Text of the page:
For sure, the work of David Doutel and Vasco Sá is to be expected: its synopsis is “a young boy is payed to set a pine forest on fire”. However, during the presentation,my attention was caught because of its hard topic: talking about memory loss resulted from old age. The directors observed that they are still studying a defined aesthetic form, but it will be developed in an “analogical way” (by painting).

The last panel brought the producers Animanostra, COLA Animation, and Sardinha em Lata. In the first presentation, José Bandeira and Humberto Santana showed us a mini-series of two episodes (26 min.) for RTP (Portuguese public television) of André, a Rocha e a onda / André, the rock and the wave, by cartoonist José Bandeira. It tells the story of a family, whose father was a policeman in the Portuguese dictatorship.

They lived the day of the dictatorship's fall (25 April 1974),and that changed their life forever.  When the policeman decides to escape, his wife refused to follow him,keeping their son. This animation talks about democracy, freedom, and repression, culminating today with the pandemic situation. The proposal for reflection on this theme caught my attention, with a very graphic aesthetic (newspaper comics), at a time when democratic values are in check all over the world. And as Humberto Santana said: “even today, it is a taboo to talk about dictatorship”. And nothing is more transgressive than animation to assume this role ;)

COLA was represented by the director of the 14-minute short film Ice Merchants, João Gonzalez. Sharing the animation work with Ala Nunu, the film is part of his Master's thesis at Royal College, and it is an intimate short film. It tells the story of a father and son, who both live isolated in a house on top of a mountain. Very colorful, and with a strong use of background music - João Gonzales is originally a musician - it seems to me to be one of those films that take you to a certain point and suddenly drop you over the precipice, creating a great impact. We need to wait and see.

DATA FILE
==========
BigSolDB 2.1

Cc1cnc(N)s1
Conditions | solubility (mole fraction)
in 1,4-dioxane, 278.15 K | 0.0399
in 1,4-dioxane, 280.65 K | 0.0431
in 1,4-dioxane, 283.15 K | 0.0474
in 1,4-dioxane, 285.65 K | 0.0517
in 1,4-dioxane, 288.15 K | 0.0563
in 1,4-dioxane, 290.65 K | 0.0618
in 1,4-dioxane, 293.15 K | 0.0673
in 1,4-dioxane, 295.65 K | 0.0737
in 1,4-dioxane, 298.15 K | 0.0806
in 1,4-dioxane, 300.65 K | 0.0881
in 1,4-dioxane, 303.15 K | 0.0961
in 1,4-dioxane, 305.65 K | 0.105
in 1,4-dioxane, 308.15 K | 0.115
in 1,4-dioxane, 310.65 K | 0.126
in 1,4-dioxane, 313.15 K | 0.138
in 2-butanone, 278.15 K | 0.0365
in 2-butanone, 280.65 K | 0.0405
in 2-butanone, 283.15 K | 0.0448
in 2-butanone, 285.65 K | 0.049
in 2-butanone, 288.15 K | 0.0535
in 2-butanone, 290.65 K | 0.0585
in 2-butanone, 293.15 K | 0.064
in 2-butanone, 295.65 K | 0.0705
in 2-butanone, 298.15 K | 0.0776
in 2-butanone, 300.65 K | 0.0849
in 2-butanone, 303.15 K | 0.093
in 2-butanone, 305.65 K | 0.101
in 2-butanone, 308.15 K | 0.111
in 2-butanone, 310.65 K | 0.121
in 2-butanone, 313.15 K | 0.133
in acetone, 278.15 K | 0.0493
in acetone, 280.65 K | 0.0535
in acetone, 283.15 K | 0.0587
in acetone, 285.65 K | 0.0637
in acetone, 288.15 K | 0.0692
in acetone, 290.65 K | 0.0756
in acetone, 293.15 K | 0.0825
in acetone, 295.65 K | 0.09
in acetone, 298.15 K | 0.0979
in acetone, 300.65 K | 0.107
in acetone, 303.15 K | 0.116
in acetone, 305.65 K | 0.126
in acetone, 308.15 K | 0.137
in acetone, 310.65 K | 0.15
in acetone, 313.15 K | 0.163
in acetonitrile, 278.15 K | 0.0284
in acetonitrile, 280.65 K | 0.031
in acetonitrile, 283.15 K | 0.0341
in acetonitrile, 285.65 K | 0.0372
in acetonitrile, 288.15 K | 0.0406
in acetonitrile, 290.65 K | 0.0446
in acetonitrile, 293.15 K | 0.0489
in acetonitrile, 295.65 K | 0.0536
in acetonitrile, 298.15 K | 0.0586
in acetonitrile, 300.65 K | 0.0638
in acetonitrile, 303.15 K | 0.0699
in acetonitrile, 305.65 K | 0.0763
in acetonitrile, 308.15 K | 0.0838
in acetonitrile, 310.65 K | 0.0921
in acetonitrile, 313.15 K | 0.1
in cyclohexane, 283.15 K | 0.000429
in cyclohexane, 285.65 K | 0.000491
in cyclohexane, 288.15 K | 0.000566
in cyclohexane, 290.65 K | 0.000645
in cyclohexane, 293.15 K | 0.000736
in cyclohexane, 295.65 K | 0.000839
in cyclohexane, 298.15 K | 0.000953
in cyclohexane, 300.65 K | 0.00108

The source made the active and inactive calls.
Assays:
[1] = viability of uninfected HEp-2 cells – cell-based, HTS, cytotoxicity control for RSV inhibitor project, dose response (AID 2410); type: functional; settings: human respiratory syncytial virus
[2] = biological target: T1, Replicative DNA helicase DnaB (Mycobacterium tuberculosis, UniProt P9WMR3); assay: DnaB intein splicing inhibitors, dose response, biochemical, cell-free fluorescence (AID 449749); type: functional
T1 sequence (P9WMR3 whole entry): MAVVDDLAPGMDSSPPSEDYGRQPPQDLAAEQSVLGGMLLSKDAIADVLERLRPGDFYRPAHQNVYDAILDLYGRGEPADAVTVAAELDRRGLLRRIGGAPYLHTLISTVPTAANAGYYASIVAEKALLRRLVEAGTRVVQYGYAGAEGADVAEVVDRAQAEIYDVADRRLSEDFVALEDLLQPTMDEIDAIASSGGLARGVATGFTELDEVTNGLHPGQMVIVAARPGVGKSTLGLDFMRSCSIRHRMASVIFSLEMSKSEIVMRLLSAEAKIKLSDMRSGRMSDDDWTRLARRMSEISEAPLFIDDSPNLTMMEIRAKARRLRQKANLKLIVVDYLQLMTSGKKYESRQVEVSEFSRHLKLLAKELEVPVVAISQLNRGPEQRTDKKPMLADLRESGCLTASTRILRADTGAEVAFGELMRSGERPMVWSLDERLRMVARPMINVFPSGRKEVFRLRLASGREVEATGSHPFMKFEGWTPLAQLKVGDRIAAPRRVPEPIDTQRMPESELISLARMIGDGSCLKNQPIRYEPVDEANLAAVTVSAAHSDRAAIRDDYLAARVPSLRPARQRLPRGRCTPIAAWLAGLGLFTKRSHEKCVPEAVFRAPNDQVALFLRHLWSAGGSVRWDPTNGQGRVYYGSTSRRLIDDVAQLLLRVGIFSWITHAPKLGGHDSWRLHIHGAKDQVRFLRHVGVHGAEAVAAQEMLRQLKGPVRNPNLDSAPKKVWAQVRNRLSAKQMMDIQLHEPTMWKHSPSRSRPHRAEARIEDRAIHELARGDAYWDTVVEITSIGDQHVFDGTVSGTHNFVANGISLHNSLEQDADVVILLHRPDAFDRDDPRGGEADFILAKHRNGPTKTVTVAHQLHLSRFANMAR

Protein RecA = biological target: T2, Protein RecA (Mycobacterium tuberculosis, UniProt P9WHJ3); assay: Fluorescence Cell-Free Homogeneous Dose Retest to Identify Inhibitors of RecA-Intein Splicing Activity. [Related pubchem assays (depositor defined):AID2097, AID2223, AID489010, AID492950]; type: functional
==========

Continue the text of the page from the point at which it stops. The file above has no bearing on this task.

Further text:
The last presentation was made by producer Diogo Carvalho from Sardinha in Lata. He chose to present the production animated series projects: Diário de Alice / The Alice’s Diary (52 x 4'), Ema and Gui (52 x 7'), Perter Bern's (52x 13') and Saskatoons (52 x 11'), Os Bons Selvagens /The Good Wildlings (João Pais and Daniel Roque). The first is in co-production with Brazil (direction of Diego Viegas), with a childhood aesthetic (is even geared towards young children), whereas 'Alice' tells about various subjects according to her child's perspective. The story happens on the diary pages through simple drawings.

It is nice to note that all the films presented are supported or co-supported by the Portuguese funding body ICA (Institute of Cinema and Audiovisual). That reflects the importance of the Portuguese state's aid in promoting animation art. Here's a state which simply wants to support its cultural industry, without the latter becoming a political issue and a matter of discourse.

Another aspect that I'd like to highlight is the strong character of valuing the feminine factor, and issues usually left aside but now presented in these projects - mental degeneration, political repression, domestic violence. It is very helpful when an even non-perfect society (no society is ever perfect), allows this kind of reflection in its animation films. 2022 promises good animation screenings from Portugal!

contributed by: Eliane Gordeeff